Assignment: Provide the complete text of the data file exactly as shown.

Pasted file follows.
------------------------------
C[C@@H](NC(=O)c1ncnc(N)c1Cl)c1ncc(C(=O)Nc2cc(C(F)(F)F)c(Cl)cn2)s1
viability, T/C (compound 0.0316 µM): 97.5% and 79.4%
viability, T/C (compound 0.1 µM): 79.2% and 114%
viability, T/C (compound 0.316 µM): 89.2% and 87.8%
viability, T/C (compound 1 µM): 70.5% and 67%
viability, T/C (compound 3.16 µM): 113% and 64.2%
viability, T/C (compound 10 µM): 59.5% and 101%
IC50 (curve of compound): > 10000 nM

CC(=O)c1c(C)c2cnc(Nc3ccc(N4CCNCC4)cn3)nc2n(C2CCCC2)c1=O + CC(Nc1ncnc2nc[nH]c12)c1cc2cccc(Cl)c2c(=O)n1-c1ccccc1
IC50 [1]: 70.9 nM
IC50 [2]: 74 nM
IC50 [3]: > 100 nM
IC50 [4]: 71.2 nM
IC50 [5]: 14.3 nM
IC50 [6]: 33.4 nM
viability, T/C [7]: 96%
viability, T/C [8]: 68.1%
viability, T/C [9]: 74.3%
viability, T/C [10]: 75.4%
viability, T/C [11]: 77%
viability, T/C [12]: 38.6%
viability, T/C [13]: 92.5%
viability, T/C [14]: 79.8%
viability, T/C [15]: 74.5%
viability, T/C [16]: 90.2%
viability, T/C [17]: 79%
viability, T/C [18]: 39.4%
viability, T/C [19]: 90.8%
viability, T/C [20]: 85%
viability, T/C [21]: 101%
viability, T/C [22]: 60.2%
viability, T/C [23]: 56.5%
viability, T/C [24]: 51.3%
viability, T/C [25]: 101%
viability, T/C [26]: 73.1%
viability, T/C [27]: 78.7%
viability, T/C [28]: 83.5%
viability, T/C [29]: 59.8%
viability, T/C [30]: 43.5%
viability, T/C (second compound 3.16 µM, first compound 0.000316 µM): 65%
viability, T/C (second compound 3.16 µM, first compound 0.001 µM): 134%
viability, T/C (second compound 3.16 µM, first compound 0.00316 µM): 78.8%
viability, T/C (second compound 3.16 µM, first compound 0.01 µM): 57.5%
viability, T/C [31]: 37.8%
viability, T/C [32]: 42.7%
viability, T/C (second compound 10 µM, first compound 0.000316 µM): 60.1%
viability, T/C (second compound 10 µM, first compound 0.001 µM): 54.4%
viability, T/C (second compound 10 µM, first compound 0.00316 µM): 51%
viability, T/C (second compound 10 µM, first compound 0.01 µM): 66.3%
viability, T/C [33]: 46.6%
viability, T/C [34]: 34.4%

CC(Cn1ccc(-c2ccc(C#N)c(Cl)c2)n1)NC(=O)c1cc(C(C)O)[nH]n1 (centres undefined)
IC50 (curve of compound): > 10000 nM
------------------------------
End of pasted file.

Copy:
C[C@@H](NC(=O)c1ncnc(N)c1Cl)c1ncc(C(=O)Nc2cc(C(F)(F)F)c(Cl)cn2)s1
viability, T/C (compound 0.0316 µM): 97.5% and 79.4%
viability, T/C (compound 0.1 µM): 79.2% and 114%
viability, T/C (compound 0.316 µM): 89.2% and 87.8%
viability, T/C (compound 1 µM): 70.5% and 67%
viability, T/C (compound 3.16 µM): 113% and 64.2%
viability, T/C (compound 10 µM): 59.5% and 101%
IC50 (curve of compound): > 10000 nM

CC(=O)c1c(C)c2cnc(Nc3ccc(N4CCNCC4)cn3)nc2n(C2CCCC2)c1=O + CC(Nc1ncnc2nc[nH]c12)c1cc2cccc(Cl)c2c(=O)n1-c1ccccc1
IC50 [1]: 70.9 nM
IC50 [2]: 74 nM
IC50 [3]: > 100 nM
IC50 [4]: 71.2 nM
IC50 [5]: 14.3 nM
IC50 [6]: 33.4 nM
viability, T/C [7]: 96%
viability, T/C [8]: 68.1%
viability, T/C [9]: 74.3%
viability, T/C [10]: 75.4%
viability, T/C [11]: 77%
viability, T/C [12]: 38.6%
viability, T/C [13]: 92.5%
viability, T/C [14]: 79.8%
viability, T/C [15]: 74.5%
viability, T/C [16]: 90.2%
viability, T/C [17]: 79%
viability, T/C [18]: 39.4%
viability, T/C [19]: 90.8%
viability, T/C [20]: 85%
viability, T/C [21]: 101%
viability, T/C [22]: 60.2%
viability, T/C [23]: 56.5%
viability, T/C [24]: 51.3%
viability, T/C [25]: 101%
viability, T/C [26]: 73.1%
viability, T/C [27]: 78.7%
viability, T/C [28]: 83.5%
viability, T/C [29]: 59.8%
viability, T/C [30]: 43.5%
viability, T/C (second compound 3.16 µM, first compound 0.000316 µM): 65%
viability, T/C (second compound 3.16 µM, first compound 0.001 µM): 134%
viability, T/C (second compound 3.16 µM, first compound 0.00316 µM): 78.8%
viability, T/C (second compound 3.16 µM, first compound 0.01 µM): 57.5%
viability, T/C [31]: 37.8%
viability, T/C [32]: 42.7%
viability, T/C (second compound 10 µM, first compound 0.000316 µM): 60.1%
viability, T/C (second compound 10 µM, first compound 0.001 µM): 54.4%
viability, T/C (second compound 10 µM, first compound 0.00316 µM): 51%
viability, T/C (second compound 10 µM, first compound 0.01 µM): 66.3%
viability, T/C [33]: 46.6%
viability, T/C [34]: 34.4%

CC(Cn1ccc(-c2ccc(C#N)c(Cl)c2)n1)NC(=O)c1cc(C(C)O)[nH]n1 (centres undefined)
IC50 (curve of compound): > 10000 nM